It’s hard to suffer from an illness that isn’t recognized by the medical community. It’s even harder to suffer from that illness when it was caused by the very people who don’t recognize it: doctors. It’s incredibly frustrating to be told misinformation about our illness by those doctors. It’s like salt rubbed into the wound. Here is what we want doctors to know about benzodiazepine withdrawal:

  1. Benzodiazepines can cause chemical dependency in susceptible people in as a little as five to ten days. Dependency has nothing to do with an “addictive personality” and everything to do with DNA mutations that allow the drug to harm the brain. There is no research (yet) to indicate what these mutations may be, however, there is some indication that the MTHFR gene mutation may play a role. Benzos should never be prescribed for more than a few days. The prescription insert provided by the manufacturer indicates no more than two to four weeks of continuous use. Even this timeframe may be too long for some susceptible individuals.
  2. Benzodiazepine withdrawal symptoms occur because the drug changes the brain. The drug causes down-regulation of the GABA receptors. It is this chemical brain damage that is at the center of benzo withdrawal suffering. There may be other changes in the brain as well. More research is needed.
  3. A slow taper is the best way to get off of the drug. No more than a ten percent cut at any time, and a hold of one to two weeks, or longer is recommended by Dr. Heather Ashton, the leading authority on benzodiazepine withdrawal. It would be helpful if doctors wrote prescriptions for the amount we need so that we can have the drug compounded, otherwise, we are left to our own methods of reducing the dose. These include water titration, dry cutting, and using scales. All of them are clumsy and rife for errors.
  4. Rehabs and detox centers are not the way to help a patient get free from a benzo because they use a taper schedule that is too fast. Also, these types of institutions are notorious for putting people on other powerful and damaging psych meds—get off of a benzo but come home on a handful of new drugs.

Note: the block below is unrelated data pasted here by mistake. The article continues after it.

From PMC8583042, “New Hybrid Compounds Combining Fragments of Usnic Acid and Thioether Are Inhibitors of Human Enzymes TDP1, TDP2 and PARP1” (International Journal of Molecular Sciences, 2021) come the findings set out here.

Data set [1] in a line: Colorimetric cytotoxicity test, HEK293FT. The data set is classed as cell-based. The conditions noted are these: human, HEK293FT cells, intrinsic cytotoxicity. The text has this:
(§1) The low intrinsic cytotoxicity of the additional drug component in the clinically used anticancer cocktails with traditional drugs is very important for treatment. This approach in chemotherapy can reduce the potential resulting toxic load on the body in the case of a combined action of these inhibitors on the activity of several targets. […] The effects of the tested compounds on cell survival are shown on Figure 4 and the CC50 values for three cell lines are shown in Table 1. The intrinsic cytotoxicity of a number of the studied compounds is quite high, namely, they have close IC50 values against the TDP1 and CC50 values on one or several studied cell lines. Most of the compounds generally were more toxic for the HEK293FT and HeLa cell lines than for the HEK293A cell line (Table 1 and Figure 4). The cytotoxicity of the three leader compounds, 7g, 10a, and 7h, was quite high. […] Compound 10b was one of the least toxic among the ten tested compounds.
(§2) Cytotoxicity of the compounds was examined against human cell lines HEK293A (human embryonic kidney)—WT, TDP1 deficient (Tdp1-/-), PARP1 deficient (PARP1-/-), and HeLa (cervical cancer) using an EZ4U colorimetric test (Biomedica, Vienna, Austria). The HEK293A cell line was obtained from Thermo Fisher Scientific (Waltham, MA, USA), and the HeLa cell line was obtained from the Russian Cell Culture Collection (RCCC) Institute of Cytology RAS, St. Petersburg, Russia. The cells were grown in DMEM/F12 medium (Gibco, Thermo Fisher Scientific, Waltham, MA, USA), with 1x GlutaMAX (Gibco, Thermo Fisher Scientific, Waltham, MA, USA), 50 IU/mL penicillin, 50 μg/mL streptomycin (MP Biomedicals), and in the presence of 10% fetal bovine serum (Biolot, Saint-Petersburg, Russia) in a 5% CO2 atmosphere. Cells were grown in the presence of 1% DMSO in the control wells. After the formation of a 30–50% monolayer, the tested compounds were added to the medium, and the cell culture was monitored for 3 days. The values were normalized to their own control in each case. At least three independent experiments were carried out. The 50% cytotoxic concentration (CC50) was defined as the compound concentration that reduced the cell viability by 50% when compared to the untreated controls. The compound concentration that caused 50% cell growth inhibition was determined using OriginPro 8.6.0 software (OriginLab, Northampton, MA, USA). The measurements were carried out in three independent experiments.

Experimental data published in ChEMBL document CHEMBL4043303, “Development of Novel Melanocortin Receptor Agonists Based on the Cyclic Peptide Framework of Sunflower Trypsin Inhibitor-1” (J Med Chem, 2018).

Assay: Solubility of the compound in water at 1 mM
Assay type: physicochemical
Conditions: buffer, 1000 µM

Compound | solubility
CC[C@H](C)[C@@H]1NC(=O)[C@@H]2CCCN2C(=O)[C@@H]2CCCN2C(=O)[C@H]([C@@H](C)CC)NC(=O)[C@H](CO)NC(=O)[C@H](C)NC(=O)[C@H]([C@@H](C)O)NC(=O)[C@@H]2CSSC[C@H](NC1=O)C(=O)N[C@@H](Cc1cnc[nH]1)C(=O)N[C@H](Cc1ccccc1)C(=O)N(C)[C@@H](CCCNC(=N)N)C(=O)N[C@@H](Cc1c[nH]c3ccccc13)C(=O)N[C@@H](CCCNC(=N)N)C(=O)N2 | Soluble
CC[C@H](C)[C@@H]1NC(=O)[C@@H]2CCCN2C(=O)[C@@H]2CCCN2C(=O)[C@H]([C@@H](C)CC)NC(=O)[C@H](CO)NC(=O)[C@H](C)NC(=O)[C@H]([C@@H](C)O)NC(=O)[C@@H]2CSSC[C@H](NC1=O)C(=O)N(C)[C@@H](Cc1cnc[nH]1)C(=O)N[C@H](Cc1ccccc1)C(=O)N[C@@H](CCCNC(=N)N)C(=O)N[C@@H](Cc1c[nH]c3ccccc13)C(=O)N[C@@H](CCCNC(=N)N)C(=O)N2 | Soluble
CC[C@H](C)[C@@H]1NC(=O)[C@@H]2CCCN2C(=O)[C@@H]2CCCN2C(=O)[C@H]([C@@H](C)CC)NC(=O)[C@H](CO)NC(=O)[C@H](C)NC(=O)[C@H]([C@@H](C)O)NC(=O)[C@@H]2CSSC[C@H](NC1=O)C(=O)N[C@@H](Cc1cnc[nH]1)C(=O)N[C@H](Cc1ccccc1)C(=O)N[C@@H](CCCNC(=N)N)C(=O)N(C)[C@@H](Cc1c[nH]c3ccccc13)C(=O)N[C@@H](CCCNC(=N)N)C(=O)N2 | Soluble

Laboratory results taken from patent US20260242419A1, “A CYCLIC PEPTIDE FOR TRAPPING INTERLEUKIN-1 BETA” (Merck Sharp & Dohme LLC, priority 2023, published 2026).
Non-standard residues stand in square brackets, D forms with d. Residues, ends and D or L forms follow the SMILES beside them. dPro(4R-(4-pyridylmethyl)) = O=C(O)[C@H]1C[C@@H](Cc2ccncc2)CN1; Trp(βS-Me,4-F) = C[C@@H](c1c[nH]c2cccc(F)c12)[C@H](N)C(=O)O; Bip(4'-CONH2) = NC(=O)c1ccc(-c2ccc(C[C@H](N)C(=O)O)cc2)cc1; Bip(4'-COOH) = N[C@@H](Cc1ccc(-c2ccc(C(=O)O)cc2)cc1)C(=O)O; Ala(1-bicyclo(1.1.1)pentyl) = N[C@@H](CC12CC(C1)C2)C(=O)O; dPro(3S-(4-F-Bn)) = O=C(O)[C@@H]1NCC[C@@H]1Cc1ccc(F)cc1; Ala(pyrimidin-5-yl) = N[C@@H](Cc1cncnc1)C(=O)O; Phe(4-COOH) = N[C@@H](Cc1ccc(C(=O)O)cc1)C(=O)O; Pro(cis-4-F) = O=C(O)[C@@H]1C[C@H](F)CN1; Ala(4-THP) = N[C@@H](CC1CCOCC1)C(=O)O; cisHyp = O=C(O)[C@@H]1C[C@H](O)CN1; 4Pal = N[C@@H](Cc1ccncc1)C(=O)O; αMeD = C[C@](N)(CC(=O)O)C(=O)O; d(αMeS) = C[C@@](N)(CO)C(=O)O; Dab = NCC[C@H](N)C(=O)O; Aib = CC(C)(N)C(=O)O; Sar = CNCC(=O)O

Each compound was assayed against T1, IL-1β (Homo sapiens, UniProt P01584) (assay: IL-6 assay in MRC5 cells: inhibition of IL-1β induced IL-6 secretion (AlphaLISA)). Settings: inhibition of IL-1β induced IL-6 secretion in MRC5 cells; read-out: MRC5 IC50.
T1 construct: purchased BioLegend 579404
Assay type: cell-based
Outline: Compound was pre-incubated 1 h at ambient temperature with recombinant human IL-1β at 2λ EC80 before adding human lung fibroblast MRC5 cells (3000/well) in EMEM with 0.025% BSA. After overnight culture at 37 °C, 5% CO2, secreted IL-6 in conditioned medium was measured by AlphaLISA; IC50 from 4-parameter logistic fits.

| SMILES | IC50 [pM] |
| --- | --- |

5. Withdrawal symptoms can occur even while on the drug. This is known as tolerance withdrawal. We may have had symptoms for years that have gone undiagnosed for what they are. As we taper, we may acquire new or more intense benzo withdrawal symptoms.
  6. The anxiety, terror, panic, or paranoia that is common in benzodiazepine withdrawal are not the return of underlying “disorders.” They are the result of the changes in the brain from the drug and they will resolve in time as the brain heals.
  7. Prescribing psych meds for benzodiazepine withdrawal symptoms is not helpful and can be harmful. Intrusive thoughts, OCDish thinking, and behavior, as well as anxiety, rage, depression, fear, paranoia, panic, hallucinations, etc., are not indications of a new (or old) mental health disorder and should be viewed as part of the healing process.
  8. Dismissing our benzo withdrawal symptoms as “in our head” isn’t helpful. We want you to know that we value your support and want you to become educated about the process of withdrawing and recovering from a benzo.
  9. Benzo withdrawal can last for many months, if not years, as it takes the brain quite some time to heal. The central nervous system needs time to calm down and recover from the down-regulated GABA receptors. Healing is not linear and is punctuated by “windows” and “waves”. We can feel better in a window only to be sick again in a wave. Even years off the drug, some people can have a relapse of withdrawal symptoms.
  10. Alcohol, vitamin D, B, magnesium and fish oil have all been known to increase benzo withdrawal symptoms. Also, chamomile, kavinace, kava kava, valerian, and phenibut, work on GABA and should be avoided during benzo withdrawal.
  11. Although we are aware that there are no drugs that can cure benzo withdrawal, we do want your help as a doctor. We’d like you to rule out anything other than withdrawal and we’d like you to reassure us that our symptoms will one day go away. We mostly need support and reassurance.
  12. In order to help us the most as we withdraw and recover from the benzodiazepine that we took as prescribed, you need to educate yourself about benzos and benzo withdrawal. We’d be incredibly grateful if you’d take the time to learn and to understand the very serious health challenge that we face.
  13. Most of all, we’d love it if you’d stop prescribing benzos for more than a few days so that you don’t inadvertently harm anyone else.